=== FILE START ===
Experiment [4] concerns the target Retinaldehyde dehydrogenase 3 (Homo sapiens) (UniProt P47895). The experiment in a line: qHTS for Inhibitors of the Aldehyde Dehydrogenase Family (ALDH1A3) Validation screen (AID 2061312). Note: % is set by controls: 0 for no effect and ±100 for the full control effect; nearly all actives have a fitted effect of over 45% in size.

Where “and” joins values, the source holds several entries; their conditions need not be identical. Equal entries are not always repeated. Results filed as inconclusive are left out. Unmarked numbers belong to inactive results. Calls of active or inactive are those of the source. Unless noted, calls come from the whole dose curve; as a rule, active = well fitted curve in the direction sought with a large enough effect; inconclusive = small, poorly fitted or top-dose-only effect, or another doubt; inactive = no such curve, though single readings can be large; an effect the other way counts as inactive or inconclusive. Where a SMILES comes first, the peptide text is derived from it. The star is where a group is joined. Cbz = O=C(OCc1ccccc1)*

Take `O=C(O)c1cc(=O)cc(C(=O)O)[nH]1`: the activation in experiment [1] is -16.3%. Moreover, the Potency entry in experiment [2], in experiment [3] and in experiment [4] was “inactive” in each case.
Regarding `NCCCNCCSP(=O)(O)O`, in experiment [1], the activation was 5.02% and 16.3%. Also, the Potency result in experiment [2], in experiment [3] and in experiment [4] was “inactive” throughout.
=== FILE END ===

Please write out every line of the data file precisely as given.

Experiment [4] concerns the target Retinaldehyde dehydrogenase 3 (Homo sapiens) (UniProt P47895). The experiment in a line: qHTS for Inhibitors of the Aldehyde Dehydrogenase Family (ALDH1A3) Validation screen (AID 2061312). Note: % is set by controls: 0 for no effect and ±100 for the full control effect; nearly all actives have a fitted effect of over 45% in size.

Where “and” joins values, the source holds several entries; their conditions need not be identical. Equal entries are not always repeated. Results filed as inconclusive are left out. Unmarked numbers belong to inactive results. Calls of active or inactive are those of the source. Unless noted, calls come from the whole dose curve; as a rule, active = well fitted curve in the direction sought with a large enough effect; inconclusive = small, poorly fitted or top-dose-only effect, or another doubt; inactive = no such curve, though single readings can be large; an effect the other way counts as inactive or inconclusive. Where a SMILES comes first, the peptide text is derived from it. The star is where a group is joined. Cbz = O=C(OCc1ccccc1)*

Take `O=C(O)c1cc(=O)cc(C(=O)O)[nH]1`: the activation in experiment [1] is -16.3%. Moreover, the Potency entry in experiment [2], in experiment [3] and in experiment [4] was “inactive” in each case.
Regarding `NCCCNCCSP(=O)(O)O`, in experiment [1], the activation was 5.02% and 16.3%. Also, the Potency result in experiment [2], in experiment [3] and in experiment [4] was “inactive” throughout.